How Does Rent to Own a Home a.k.a. Option to Buy Work?

Sonia Figueroa
Sonia Figueroa
Published on December 23, 2018

Buying a home with an option to buy sounds easy at glance but it’s a bit difficult to explain since there are so many factors to take into account.

When you are looking for a home to rent with an option to buy there are two components.

#1 The purchase piece with option

You will need a contract that will have the negotiated amount between you and the seller. In this contract all the terms and price will be agreed to and there will be a future date for closing. Typically the agreement is set for 1-2 years out. At the end of the arrangement there will be an OPTION where the buyer can decide whether or not to exercise the right to purchase the home.

In order to acquire that option, the renter/buyer must pay a one time, NON REFUNDABLE, fee called the option consideration. The exact amount is negotiable, but it is usually ranges from 3 to 7% of the purchase price. A fair contract will credit the buyer 100% of that option consideration upon closing of the sale.

#2 The rental agreement

Along with the purchase contract the buyer and seller in this case would be the “tenant” and the “landlord“must also set up a rental agreement. The rental lease is separate from the purchase contract. Typically the difference is that the lease will not have a security deposit because it is stated on the purchase contract as earnest money. This contract also has to get negotiated and both parties have to agree. A negotiated percentage of all rent payments should be applied toward the purchase price of the home. Make sure you keep timely rent payments, maintenance is usually the responsibility of the tenant/buyer.

Have I confused you yet? LOL, below is a quick run down in numbers.

So here is an example: 

Let’s say you as the buyer have bad credit and cannot buy right now so the contract will be dated 1 year from now while you fix your credit situation.

Contract Purchase Price – $100,000

Less: Option Consideration (Downpayment) paid at lease signing – $100,000 x 7% (negotiated) $7,000 (non-refundable)

Less: 50%  of rent at $750/month =  350 x 12months = $4,500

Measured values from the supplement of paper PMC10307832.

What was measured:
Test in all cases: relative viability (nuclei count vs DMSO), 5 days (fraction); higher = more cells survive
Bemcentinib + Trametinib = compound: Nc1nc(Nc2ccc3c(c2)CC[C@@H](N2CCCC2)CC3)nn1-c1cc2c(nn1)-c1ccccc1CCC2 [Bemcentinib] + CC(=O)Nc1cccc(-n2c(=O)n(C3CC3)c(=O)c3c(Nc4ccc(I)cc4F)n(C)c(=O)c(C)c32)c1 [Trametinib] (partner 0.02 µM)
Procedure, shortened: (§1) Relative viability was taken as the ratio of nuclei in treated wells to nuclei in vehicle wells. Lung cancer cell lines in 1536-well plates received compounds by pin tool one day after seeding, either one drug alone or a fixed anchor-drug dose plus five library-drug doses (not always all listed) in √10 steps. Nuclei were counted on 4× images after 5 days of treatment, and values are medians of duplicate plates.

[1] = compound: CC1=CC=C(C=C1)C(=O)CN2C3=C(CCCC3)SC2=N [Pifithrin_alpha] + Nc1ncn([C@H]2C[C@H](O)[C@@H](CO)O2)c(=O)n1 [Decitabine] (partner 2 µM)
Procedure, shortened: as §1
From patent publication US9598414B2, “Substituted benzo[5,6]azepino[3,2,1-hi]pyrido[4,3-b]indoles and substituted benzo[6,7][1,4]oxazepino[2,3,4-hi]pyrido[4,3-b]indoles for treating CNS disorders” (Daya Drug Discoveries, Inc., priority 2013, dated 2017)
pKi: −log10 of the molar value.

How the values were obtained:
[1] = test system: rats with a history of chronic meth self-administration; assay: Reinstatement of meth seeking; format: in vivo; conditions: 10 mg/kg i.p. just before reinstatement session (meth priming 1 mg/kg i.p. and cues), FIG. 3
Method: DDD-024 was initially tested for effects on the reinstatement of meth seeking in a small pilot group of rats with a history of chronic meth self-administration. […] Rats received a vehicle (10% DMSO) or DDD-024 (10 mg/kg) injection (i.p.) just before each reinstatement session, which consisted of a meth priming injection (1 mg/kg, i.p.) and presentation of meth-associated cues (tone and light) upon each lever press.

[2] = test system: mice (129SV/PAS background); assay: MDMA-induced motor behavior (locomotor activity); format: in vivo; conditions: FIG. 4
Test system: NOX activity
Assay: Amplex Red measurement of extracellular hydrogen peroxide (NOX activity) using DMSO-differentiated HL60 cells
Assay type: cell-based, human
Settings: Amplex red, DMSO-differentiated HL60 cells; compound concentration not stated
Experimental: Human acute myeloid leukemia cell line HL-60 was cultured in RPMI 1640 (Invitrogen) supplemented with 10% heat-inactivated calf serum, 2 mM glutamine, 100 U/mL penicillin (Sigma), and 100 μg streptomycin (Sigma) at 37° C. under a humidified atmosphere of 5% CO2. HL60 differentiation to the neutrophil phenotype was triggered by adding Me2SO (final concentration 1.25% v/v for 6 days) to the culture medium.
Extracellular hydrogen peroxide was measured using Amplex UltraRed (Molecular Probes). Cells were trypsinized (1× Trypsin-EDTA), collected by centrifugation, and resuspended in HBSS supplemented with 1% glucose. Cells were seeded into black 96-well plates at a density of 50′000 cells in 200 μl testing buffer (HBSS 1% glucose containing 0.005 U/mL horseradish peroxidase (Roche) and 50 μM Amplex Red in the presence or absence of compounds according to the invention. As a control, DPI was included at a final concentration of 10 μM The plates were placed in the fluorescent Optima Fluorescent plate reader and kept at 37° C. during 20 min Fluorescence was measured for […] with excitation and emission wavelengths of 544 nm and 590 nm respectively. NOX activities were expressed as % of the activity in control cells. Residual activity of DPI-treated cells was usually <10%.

Net Purchase Price after credits – $100,000-$7,000-$4500 = $88,500

There are pro’s and con’s to this they go as follows:

Pro: The advantage for buyers in leaving a large deposit upfront is that you are guaranteed that the home will be yours and you will already have a portion of your down payment saved up.

The advantage for a seller would be in the case of someone who had already bought a new house they will have relief from paying two mortgages at once, and in a slow housing market with many homes for sale, this may be their best option. Also if the buyer leaves a bigger deposit upfront they are less likely to just walk away from the deal.

Another advantage to the tenant which becomes a Buyer (via rent to own), there is an immediate sense of pride in ownership. Buyers add value to the community. They take care of their future property, make improvements, and feel good knowing their rent money is not being drained down the toilet.

Also, since realtors are usually not involved with this type of transaction, there is no commission and the landlord can afford to pass along the savings to tenant/buyer in the form of rent credits.

Con: For a buyer –  what about if you find a better home and now you are stuck with this contract which you have to purchase a year from now? The con for a seller is what if the buyer wants to back of the deal and is willing to lose their earnest money (option consideration)?

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